In 1995 and 1996, as PRD, SMID and PPBI have emerged as prominent elements of the pro-democracy movement, street protests have become larger, more frequent, better organised, less focused exclusively on the grievances of specific groups of workers or peasants (although those grievances are still forcefully raised), and more explicit about demanding political change at the top.
This assessment is also reflected in some of the dictatorship’s own comments. General Hamid’s central propaganda attack on the PRD as “communist” is that the PRD sees organising the working class as the most important way to achieve a genuine multi- party democracy. Commenting on the PRD’s effectiveness in doing this, the army newspaper, Berita Yudah wrote of the PRD:
“They operate in strategic areas, among students and workers, forming public opinion through leaflets and publications. Wherever there are leaflets and an action of over 1000 people, it’s the PRD behind it. They are very clever and intelligent young people. They are not only very theoretically brilliant, rivalling any scholar, but also throw themselves into the field. They are not only brilliant orators casting a spell over the people, but also understand the people in great detail. That’s the PRD.”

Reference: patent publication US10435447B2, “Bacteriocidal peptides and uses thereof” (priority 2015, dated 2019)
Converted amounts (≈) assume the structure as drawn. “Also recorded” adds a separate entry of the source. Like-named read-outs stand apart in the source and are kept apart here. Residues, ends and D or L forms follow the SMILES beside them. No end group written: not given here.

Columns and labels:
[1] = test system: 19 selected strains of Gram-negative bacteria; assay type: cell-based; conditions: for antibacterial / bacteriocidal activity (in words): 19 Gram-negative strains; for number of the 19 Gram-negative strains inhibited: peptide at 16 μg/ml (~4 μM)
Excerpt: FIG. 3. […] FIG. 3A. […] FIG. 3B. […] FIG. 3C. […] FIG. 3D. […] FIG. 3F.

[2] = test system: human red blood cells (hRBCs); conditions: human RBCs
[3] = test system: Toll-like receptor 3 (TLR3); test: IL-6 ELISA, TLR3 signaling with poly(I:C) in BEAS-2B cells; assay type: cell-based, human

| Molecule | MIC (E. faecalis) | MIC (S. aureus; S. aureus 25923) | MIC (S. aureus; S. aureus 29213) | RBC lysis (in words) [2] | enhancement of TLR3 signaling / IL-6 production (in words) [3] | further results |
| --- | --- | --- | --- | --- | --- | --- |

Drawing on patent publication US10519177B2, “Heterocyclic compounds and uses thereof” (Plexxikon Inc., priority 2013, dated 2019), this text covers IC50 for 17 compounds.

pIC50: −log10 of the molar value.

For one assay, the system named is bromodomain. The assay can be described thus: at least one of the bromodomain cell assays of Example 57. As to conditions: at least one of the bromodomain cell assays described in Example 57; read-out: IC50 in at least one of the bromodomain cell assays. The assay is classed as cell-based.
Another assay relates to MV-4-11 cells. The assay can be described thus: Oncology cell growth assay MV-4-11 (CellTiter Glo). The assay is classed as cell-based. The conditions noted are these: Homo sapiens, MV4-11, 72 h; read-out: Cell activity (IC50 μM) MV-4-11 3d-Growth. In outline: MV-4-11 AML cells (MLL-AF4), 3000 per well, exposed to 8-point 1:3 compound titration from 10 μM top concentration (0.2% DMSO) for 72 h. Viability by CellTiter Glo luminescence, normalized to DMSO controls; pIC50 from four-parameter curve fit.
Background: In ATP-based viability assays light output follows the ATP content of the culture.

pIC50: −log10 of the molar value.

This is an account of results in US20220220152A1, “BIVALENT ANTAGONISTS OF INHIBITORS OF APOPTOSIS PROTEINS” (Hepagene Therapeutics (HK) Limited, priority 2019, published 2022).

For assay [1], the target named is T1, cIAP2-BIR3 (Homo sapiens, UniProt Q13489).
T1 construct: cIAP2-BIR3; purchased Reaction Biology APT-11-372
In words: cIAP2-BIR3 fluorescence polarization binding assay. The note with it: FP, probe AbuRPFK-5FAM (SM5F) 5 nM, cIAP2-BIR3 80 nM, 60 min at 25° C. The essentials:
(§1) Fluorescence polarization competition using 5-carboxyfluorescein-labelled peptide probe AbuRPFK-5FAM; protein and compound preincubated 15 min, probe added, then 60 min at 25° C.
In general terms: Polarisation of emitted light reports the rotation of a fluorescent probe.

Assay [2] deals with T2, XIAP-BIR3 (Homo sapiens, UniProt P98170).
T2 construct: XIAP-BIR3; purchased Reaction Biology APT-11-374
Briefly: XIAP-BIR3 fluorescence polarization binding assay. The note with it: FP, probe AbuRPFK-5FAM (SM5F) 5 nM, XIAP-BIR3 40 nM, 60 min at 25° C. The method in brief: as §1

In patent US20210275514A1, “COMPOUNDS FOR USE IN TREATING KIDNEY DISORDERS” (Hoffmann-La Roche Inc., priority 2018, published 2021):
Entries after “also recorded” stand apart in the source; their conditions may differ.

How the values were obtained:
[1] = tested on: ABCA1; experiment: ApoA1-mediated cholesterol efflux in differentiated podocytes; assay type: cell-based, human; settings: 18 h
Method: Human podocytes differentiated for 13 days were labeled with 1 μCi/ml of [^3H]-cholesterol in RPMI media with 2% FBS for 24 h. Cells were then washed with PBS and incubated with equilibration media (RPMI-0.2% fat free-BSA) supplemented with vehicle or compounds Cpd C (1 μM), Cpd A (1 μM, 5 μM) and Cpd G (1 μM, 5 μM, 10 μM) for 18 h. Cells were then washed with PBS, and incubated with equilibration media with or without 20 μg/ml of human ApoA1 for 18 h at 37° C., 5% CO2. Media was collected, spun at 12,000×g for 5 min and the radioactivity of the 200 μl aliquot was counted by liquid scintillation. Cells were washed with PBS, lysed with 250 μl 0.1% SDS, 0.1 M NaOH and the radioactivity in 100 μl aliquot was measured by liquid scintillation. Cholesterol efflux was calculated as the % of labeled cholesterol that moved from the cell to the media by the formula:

In Surabaya, in early September, Major General Soebagyo Hadisiswoyo, accompanied by several other high ranking military, informed the press that from captured documents:
“It is clear that the activities of the PRD group are not as simple as previously thought. It is obvious from its manifestos that the thinkers and planners of the PRD are very intelligent people who have a very great understanding of the course of Indonesian political developments”.
A major fear of the regime has been that the general popularity of Megawati among Indonesia’s urban poor might link up with the organisational capacity and commitment of the PRD and its mass base in factory areas and on certain campuses. The fear of worker unrest is particularly great. The only political figure arrested after July 27 who was not from the PRD or an affiliated organisation was Muchtar Pakpahan, the outspoken labour advocate and president of the moderate, US supported trade union, SBSI. Pakpahan also supported the free speech forums at the PDI headquarters. Like the PRD leaders, Pakpahan is likely to be tried for subversion or slandering President Suharto.
The dictatorship is also systematically summonsing for interrogation almost every political figure who has had any level of co-operation with the PRD. Given that the PRD has been at the forefront of such initiatives as Indonesian Solidarity for a Free Press (SIUPP), the Independent Election Monitoring Committee (KIPP) and the Indonesian Peoples Assembly (MARI), established to support Megawati Sukarnoputri’s struggle to defend her leadership of the PDI, almost every active democratic leader in Indonesia has had dealings with the PRD leaders. This systematic summonsing is also clearly aimed at intimidating democratic activists from linking up with the PRD.